Love your neighbor as yourself. Galatians 5:14
The young pastor prayed every morning, asking God to use him that day to bless someone. Often, to his delight, such a situation arose. One day during a break at his second job, he sat in the sunshine with a coworker who asked him about Jesus. The pastor simply answered the other man’s questions. No rant. No arguing. The pastor commented that being guided by the Holy Spirit led him to have a casual talk that felt effective but loving. He made a new friend as well—someone hungry to learn more about God.
Letting the Holy Spirit lead us is the best way to tell others about Jesus. He told His disciples, “You will receive power when the Holy Spirit comes on you; and you will be my witnesses” (Acts 1:8).
The fruit of the Spirit “is love, joy, peace, forbearance, kindness, goodness, faithfulness, gentleness and self-control” (Galatians 5:22–23). Living under the Spirit’s control, that young pastor put into practice what Peter instructed: “Always be prepared to give an answer to everyone who asks you to give the reason for the hope that you have. But do this with gentleness and respect” (1 Peter 3:15).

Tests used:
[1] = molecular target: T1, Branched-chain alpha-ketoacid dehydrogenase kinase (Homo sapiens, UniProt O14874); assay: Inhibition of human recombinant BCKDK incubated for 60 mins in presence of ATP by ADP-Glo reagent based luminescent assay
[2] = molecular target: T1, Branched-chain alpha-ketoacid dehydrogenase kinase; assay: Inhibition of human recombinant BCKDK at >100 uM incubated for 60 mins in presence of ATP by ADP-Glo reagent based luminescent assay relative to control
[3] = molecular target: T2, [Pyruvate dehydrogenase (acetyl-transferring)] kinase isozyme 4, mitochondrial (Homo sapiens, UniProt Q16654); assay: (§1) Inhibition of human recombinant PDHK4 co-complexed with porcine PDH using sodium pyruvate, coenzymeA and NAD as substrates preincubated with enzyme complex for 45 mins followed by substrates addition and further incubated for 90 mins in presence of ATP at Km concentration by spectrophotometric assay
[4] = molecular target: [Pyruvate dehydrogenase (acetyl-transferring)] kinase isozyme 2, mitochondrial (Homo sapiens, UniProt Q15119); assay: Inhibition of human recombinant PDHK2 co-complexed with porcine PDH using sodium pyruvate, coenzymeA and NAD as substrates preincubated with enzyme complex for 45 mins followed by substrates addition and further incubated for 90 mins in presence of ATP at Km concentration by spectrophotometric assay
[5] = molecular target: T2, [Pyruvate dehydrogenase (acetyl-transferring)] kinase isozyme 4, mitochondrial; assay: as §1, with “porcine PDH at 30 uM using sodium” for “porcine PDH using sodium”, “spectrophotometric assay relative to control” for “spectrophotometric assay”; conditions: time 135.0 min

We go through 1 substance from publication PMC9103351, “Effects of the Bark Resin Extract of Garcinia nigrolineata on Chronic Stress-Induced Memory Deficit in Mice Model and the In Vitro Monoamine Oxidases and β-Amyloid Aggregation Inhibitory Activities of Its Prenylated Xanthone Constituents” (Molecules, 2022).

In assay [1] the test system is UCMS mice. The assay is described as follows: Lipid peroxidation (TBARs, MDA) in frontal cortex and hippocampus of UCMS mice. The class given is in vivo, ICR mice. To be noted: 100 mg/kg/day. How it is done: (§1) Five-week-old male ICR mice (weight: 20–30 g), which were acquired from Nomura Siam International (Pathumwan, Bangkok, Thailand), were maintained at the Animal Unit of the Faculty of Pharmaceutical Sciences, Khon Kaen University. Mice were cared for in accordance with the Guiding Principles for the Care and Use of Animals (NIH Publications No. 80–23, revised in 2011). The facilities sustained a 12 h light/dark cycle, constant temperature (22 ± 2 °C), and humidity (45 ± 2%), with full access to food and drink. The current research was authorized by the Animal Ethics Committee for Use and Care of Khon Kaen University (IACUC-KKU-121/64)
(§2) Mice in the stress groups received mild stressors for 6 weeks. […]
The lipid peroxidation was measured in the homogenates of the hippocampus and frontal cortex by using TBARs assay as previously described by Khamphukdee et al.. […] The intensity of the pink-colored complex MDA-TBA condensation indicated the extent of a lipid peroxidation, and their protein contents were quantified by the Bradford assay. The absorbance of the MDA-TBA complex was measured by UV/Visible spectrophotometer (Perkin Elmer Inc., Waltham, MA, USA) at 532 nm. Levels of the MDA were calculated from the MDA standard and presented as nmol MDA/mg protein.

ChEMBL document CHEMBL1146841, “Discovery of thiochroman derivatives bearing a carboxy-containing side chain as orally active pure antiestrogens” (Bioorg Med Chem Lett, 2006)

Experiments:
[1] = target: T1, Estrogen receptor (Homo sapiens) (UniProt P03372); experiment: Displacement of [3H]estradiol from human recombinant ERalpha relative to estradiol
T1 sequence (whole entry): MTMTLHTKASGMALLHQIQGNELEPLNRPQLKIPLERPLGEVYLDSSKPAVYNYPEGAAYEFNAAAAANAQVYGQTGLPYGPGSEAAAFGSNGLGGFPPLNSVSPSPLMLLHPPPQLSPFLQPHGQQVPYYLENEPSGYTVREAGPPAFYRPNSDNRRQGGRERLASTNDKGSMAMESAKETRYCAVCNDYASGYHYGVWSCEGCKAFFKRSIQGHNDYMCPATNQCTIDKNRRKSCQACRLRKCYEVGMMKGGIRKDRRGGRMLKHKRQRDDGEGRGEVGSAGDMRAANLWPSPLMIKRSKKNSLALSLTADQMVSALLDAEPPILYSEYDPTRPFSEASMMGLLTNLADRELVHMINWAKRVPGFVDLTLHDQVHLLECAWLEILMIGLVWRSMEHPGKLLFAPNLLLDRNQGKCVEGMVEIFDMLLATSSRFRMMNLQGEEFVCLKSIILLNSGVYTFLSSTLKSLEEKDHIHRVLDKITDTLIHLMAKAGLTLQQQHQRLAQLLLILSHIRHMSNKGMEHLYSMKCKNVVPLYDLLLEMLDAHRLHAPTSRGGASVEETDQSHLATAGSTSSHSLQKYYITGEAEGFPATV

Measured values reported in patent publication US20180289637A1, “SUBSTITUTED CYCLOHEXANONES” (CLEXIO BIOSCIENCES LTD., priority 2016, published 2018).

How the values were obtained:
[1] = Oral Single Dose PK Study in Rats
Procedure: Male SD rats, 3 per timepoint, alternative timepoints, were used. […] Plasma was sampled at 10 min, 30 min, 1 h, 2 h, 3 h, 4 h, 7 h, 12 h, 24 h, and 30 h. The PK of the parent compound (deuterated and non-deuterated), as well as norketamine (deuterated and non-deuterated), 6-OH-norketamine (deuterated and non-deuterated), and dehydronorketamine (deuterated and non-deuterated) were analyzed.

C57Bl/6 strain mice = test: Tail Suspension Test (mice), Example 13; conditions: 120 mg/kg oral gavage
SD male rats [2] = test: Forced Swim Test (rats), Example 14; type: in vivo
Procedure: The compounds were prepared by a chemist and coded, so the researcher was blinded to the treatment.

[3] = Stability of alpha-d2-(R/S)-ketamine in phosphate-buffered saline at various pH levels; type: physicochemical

Even if we suffer for believing in Christ, our words can show the world that His Spirit leads us. Then our walk will draw others to Him.
What’s your communication style when telling others about Jesus? How would letting the Holy Spirit lead make your talks more effective?
As I tell others about Jesus, please lead me, Holy Spirit, to speak with Your love.
For further study, read Live Free: A Fresh Look at the Fruit of the Spirit.
In Galatians 5, we tend to focus on the fruit of the Spirit (vv. 22-23), which believers in Jesus should display. But it’s also important to note how the Spirit’s fruit contrasts with the works of the flesh (vv. 19-21). Paul describes these works as “sexual immorality, impurity and debauchery; idolatry and witchcraft; hatred, discord, jealousy, fits of rage, selfish ambition, dissensions, factions and envy; drunkenness, orgies, and the like.” Line that up against the fruit of the Spirit, and the difference in quality of life is apparent. Notice the destructive nature of the works of the flesh—which include spiritual, moral, and relational failures—compared with the life-affirming nature of the fruit of the Spirit, which is important for the believer’s witness to the world. While all the works of the flesh are in violation of the law of Moses, Paul says of the Spirit’s fruit, “Against such things there is no law” (v. 23).